The Dassai brewery experience By Richard M. Eriksson Part-2
The following week was my last week at the Dassai brewery for the time being. After an intense first week, I had a bit more sporadic second week. But with plenty of time for learning.
Day 6 - 7, Monday and Tuesday
The following two days I was hard at work making Koji-rice. This koji-rice is one of the main ingredients of sake making. Fermenting rice to create a yeast to allow the starch in the rice to become sugar, which will later be turned into alcohol by the shubo.
After the rice-washing this was one of the hardest parts of making sake in my experience. Whilst it wasn’t as intensive as the rice-washing, it was nevertheless tiresome and most of all hot! The rice itself wasn’t too hot, it was the room itself in which I was working in. Since I am from Sweden I am used to colder climates. But in my 5 years of living in Japan, I have acclimated somewhat to a tropical climate now. However this koji-room was on a different level of hot. Averaging around 36 to 38° Celcius with a very high humidity, it is safe to say just standing in the room will make you sweat. So spending hours working here required a lot of water and a few extra t-shirts.
In this koji-room I was taking the steamed rice and spreading it out on long tables covered by a cloth. Airing, kneading, turning the rice many times without squashing it to make sure it is in the best condition before applying the koji-yeast. When it finally was time to apply the koji-yeast, I was fortunate to do it as well. The reason is that applying the koji-yeast is very important and if it isn't done properly it may render the batch useless. So the pressure was on! Many times it looks almost religious watching the process. Walking around the large tables shaking the container with yeast whilst keeping rhythm with everyone makes this a special moment in this process.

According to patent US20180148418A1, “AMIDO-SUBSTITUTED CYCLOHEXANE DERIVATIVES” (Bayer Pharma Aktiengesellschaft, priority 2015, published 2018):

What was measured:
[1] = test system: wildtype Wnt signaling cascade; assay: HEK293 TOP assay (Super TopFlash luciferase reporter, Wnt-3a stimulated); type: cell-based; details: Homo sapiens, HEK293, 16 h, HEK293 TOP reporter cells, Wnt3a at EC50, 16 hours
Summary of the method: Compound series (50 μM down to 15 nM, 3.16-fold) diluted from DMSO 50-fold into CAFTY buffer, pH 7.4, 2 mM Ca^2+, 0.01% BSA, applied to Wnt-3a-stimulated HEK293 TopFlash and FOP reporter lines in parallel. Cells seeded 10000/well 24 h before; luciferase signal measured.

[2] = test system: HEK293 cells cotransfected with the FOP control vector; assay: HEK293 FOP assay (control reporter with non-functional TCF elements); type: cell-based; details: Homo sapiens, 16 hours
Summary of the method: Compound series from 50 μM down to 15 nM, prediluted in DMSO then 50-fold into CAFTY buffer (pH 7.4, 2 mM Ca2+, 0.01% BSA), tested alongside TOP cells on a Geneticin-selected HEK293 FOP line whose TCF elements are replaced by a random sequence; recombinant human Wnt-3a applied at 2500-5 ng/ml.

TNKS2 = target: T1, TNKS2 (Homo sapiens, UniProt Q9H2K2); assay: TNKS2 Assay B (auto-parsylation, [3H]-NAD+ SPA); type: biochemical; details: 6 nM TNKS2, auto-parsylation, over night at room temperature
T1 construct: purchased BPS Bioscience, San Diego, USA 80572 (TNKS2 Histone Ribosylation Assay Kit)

The work wasn’t quite finished by just applying the koji-yeast to the rice. Afterward it had to be monitored for a long period of time. Meaning I had to stay the night at the brewery. Taking this night shift wasn’t actually as hard as I thought. Being a new father myself, I have experiences of waking up in the night for caretaking. So the night shift was almost like tending a newborn baby, going alert every 3 hours to check on it, but with way less crying of course.
Day 8, Wednesday
Since I had taken the night shift the day before, this was the shortest day. Earning some rest after a long night.
I started at the Koji-room again, to see the end of the process. The fruits of my labor sort of speak. When the koji-rice is in the right condition it will be bagged and stored in a refrigerator to be used later in the mixing of sake.
After the final work at the koji-room I had a quick change and went to the rice-polishing facility. Since the rice-polishing is mostly automated, there wasn’t much work for me to do here. So instead I got a thorough guide around the facility and got really into details about the rice and the different regions it grows in. Whilst I was there, they were expanding the facility adding even more machines making it the biggest rice-polishing facility in Japan, once it is set up and running.
Day 9, Thursday
The fermentation of rice to make sake takes about a month. However it still needs to go through a pressing process to get clear clean sake.